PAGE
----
4) Put your customers in context
Truly understanding your customer comes from understanding their wider network.
Resolving datasets together doesn’t just help you build toward a single view of your customer, but when combined with Graph Analytics, it helps you put a customer change you’ve detected in context – so you can determine how meaningful the change is.
Graph Analytics reflects real-world relationships, revealing the context of how people, organizations, places, and other entities, which have been resolved through Entity Resolution, interact with each other. Once you’ve mapped these connections over time, Network Generation creates a dynamic view of the bigger picture, automatically compiling the most relevant connections, entities, and data for a specific decision.
Reaping the benefits of these technologies doesn’t require you to “rip and replace” your existing systems, processes, and controls. That’s why we work with an ecosystem of service integrators, and delivery, technical, and data partners to add value for customers in a way that’s complementary to the ways banks already work.
5) Apply materiality to automate your policies & procedures
Materiality helps determine whether a change should be escalated for review or simply processed and logged. It involves applying the logic from a bank’s policies and procedures to automatically inspect the change and determine whether it requires an analyst to review it.
Resolving entities across the wider network of entities associated with a customer means you can determine a change’s materiality in a more informed way. This is because you can identify if several changes have taken place, with each potentially shaping your view of materiality.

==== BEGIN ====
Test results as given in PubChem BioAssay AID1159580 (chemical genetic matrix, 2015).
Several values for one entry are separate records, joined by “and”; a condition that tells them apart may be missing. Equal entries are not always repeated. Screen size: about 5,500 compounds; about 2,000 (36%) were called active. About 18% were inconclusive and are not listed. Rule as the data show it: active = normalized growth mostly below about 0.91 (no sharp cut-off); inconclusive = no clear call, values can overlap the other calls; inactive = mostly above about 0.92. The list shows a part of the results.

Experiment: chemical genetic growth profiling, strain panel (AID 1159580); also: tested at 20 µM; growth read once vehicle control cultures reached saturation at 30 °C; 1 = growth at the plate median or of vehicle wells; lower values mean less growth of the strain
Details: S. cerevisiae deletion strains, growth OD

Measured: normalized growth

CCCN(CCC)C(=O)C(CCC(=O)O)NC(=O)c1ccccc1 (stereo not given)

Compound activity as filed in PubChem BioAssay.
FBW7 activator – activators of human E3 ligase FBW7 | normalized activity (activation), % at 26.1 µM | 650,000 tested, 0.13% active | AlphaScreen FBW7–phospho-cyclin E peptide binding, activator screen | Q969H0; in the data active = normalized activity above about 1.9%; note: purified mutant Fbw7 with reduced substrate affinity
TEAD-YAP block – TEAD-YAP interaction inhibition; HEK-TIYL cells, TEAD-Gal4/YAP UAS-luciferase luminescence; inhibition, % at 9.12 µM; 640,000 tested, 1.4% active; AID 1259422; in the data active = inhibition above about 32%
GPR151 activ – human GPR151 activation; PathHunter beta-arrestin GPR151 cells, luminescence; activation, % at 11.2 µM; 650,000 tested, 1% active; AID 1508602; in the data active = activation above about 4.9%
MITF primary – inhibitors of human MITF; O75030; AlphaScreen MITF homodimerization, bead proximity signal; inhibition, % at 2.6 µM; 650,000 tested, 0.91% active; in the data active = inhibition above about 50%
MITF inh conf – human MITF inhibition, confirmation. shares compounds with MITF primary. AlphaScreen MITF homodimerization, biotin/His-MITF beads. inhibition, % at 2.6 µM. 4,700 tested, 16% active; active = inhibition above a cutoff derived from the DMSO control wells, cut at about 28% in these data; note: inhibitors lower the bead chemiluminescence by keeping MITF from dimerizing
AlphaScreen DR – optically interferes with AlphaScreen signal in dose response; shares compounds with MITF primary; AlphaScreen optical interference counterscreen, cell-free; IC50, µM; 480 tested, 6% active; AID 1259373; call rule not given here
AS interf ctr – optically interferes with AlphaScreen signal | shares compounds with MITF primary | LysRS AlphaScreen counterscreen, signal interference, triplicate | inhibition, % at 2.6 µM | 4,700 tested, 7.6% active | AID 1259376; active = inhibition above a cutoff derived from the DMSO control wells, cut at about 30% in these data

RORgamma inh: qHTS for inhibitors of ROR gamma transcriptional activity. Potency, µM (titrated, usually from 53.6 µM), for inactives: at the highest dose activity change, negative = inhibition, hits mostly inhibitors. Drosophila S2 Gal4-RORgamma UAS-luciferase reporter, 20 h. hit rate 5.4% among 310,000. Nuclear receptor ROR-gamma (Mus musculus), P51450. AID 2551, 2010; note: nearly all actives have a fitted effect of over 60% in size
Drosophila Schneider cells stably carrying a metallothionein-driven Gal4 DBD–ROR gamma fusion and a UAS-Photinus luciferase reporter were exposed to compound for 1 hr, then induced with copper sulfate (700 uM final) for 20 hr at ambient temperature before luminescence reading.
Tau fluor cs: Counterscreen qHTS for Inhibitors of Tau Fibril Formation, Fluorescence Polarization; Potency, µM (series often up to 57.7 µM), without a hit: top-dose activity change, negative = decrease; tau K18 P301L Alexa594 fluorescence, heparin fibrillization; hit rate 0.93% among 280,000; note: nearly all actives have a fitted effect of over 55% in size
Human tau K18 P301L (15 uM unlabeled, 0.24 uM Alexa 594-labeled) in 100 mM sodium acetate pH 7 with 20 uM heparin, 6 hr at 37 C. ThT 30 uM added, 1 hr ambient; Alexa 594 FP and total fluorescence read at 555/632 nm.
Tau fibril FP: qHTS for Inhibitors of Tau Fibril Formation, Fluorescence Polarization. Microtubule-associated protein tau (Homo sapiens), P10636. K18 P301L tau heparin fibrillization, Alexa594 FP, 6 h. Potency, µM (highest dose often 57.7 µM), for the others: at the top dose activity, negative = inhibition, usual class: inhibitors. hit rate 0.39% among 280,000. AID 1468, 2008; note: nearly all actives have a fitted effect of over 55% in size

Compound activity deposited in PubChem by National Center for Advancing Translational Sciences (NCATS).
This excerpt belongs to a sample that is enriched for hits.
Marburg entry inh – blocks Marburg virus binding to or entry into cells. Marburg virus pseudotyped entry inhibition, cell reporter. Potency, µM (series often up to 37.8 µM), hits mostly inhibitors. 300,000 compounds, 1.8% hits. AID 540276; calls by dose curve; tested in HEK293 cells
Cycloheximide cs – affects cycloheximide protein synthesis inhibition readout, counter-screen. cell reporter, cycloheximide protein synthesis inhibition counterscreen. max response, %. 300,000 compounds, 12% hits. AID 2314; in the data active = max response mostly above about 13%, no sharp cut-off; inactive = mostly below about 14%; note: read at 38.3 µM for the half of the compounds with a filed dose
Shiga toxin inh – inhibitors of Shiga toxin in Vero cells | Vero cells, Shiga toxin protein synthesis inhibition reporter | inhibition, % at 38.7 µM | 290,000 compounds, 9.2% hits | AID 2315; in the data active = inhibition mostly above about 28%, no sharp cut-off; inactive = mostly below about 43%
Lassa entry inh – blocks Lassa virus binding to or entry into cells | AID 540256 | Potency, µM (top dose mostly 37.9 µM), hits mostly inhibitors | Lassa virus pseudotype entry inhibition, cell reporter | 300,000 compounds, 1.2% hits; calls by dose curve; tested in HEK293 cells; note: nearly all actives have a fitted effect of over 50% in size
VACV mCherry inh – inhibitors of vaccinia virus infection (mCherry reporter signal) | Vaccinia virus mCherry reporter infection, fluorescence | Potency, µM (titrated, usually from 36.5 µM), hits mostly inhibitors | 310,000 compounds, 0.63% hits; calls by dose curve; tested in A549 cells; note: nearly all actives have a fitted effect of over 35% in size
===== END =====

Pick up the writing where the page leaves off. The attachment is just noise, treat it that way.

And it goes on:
Risk scores can then be applied to changes identified and the customer network. This allows KYC teams to assess whether a change is risky, regardless of its materiality. Being able to assess both allows for greater granularity in the automated decision-making process.
6) Decide how you want to treat changes
Defining your response to risks that are identified is essential.
Where you detect such customer changes, it's useful to think about the following questions, while seeking alignment across relevant teams:
What additional action needs to be taken?
Do you need other data sources for verification?
What is the threshold for a material impact?
How will this event affect customer risk rating?
Will this change impact future monitoring needs?
7) Involve the second line of defense
Ensure all teams that will be directly or indirectly impacted in the transformation process are involved or at least informed from the beginning, to get buy-in. As much as the first line of defense will often be the driver and the first beneficiary of these improvements, the actions taken on the back of an event need to be aligned with your due diligence policy and in line with your risk appetite.
Your pKYC transformation is also a good starting point to reassess risk understanding within your organization. It gives you the opportunity to review its definition as part of the customer-risk-rating and enhanced due diligence processes, especially with the introduction of contextual risk factors.